Gerry Adams, the leader of the Irish republican political party Sinn Fein, was arrested Wednesday evening in Northern Ireland in connection with the 1972 abduction and murder of Jean McConville, a mother of 10 from Belfast whom the Provisional Irish Republican Army believed to be an informer for British security forces in Northern Ireland.
In a written statement, Adams, 65, said he was meeting with police “voluntarily.” In a posting on Twitter, however, the Police Service of Northern Ireland stated that it had arrested an unnamed, 65-year-old man in connection with the unsolved investigation.
McConville’s killing, labeled by some as a war crime, remains one of the more grisly episodes of Northern Ireland’s “troubles.” She was kidnapped at gunpoint in front of her children and later executed.
In 1999, the IRA admitted it had murdered McConville. Her body wasn’t found until 2003, buried on a beach in the Republic of Ireland.
New leads in the case have come recently from oral history recordings made by researchers at Boston College. The interviews with former Northern Ireland paramilitaries were to be kept secret until after those involved had died. But a long legal battle in the U.S. forced Boston College to hand over some of the material.
Statements on those recordings led to charges last month against former IRA leader Ivor Bell, 77, in connection with McConville’s murder.
Former IRA members have alleged that Adams, as a key leader in the organization, ordered the killing. Adams has continually denied IRA membership and involvement in the case.
“Malicious allegations have been made against me. I reject these,” Adams said Wednesday. “I believe that the killing of Jean McConville and the secret burial of her body was wrong and a grievous injustice to her and her family.”
Adams’ arrest comes as Northern Ireland grapples with the grim legacy of the “troubles.” Thousands of homicides over 30 years of conflict remain unsolved.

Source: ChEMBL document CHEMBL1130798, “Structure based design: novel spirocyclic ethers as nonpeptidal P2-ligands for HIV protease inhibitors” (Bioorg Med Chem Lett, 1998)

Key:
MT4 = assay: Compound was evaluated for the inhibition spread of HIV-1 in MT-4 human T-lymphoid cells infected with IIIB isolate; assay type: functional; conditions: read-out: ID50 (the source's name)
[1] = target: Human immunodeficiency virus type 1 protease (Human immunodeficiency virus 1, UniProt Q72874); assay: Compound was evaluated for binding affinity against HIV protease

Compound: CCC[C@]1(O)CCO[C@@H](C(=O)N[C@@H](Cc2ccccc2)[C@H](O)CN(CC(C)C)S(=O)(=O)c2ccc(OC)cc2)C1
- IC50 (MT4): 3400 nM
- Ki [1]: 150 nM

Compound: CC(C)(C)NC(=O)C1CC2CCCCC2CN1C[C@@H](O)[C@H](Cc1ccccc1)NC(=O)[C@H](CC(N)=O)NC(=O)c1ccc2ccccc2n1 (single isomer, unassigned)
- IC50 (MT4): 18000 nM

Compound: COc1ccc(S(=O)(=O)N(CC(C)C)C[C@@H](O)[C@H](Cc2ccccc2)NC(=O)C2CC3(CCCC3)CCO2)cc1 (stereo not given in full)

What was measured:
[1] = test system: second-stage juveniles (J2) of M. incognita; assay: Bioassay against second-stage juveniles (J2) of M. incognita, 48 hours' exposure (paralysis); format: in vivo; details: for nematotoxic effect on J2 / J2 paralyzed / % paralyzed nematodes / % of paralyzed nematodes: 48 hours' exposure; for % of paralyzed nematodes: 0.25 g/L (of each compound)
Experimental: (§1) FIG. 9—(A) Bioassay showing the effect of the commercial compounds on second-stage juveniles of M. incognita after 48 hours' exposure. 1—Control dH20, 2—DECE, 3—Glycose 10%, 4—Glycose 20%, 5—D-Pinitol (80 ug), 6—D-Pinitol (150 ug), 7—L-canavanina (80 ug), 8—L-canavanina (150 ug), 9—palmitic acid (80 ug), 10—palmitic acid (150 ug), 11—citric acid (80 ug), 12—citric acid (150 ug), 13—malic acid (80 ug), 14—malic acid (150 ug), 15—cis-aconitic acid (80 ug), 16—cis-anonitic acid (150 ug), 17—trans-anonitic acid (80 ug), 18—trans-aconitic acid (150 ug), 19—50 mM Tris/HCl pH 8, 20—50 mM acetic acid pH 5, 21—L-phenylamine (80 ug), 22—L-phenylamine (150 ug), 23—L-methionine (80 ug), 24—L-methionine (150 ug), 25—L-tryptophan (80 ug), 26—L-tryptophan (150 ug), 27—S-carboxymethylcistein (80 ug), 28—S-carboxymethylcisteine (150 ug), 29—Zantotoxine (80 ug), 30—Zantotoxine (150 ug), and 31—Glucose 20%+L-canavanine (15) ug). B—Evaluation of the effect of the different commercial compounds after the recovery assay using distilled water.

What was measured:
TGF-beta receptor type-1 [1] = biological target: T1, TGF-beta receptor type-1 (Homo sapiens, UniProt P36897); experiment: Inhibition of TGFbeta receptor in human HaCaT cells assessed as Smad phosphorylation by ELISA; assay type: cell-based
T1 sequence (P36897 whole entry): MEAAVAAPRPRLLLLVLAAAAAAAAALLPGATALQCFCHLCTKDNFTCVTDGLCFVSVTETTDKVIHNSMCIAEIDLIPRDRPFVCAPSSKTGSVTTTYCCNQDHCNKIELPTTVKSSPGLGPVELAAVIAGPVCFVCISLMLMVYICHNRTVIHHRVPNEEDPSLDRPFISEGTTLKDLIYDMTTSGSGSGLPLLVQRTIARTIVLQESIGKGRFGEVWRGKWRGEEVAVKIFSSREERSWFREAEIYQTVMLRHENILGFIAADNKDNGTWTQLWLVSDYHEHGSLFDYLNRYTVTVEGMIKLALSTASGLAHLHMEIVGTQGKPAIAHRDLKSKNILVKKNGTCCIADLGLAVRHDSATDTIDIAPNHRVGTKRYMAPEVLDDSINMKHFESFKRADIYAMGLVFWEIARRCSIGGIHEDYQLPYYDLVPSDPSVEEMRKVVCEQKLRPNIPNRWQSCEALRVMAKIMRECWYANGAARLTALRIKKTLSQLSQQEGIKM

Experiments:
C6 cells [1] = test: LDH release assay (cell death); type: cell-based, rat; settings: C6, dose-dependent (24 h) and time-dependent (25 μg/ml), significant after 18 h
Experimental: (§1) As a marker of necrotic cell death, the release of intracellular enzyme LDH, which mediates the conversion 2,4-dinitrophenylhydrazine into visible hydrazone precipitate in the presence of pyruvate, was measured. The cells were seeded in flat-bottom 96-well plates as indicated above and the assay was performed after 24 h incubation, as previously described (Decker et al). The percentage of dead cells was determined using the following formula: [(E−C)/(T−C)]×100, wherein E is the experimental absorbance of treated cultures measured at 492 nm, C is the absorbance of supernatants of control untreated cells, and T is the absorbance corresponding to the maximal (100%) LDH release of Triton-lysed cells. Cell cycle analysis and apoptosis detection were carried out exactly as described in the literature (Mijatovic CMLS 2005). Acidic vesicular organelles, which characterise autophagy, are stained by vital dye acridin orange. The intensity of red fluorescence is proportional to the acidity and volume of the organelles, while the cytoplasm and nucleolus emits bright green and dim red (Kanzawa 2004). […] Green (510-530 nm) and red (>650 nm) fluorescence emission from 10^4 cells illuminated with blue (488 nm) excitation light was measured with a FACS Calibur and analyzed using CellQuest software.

Disagreement over how to address those cases is one reason why talks between republican and unionist parties in Northern Ireland broke down this year. Those negotiations, brokered by the U.S. special envoy to Northern Ireland, Richard Haas, aim at resolving issues left over from the peace process that led to the Good Friday agreement in 1998.
Some officials in Northern Ireland have called for prosecutions to be replaced with a truth and reconciliation process that might provide a level of amnesty in exchange for information that could help families determine what happened to their loved ones.
In a statement, Sinn Fein denounced Adams’ arrest.
“I believe the timing of this latest decision by the [Police Service of Northern Ireland] is politically motivated and designed to damage Gerry Adams and Sinn Fein,” said the party’s deputy leader, Mary Lou McDonald. “It is Sinn Fein’s view that legacy issues and dealing with the past, including past conflict events, are best addressed through an independent, international, truth recovery process.”
The arrest comes just weeks after former IRA member and current Deputy First Minister of Northern Ireland Martin McGuinness attended a state banquet at Windsor Castle in England. The event was seen as a watershed moment for Britain and Northern Ireland. McGuinness toasted Queen Elizabeth II, whose cousin was killed by an IRA bomb in 1979, and he praised her “leadership role” in Northern Ireland’s peace process.
Werth is a special correspondent.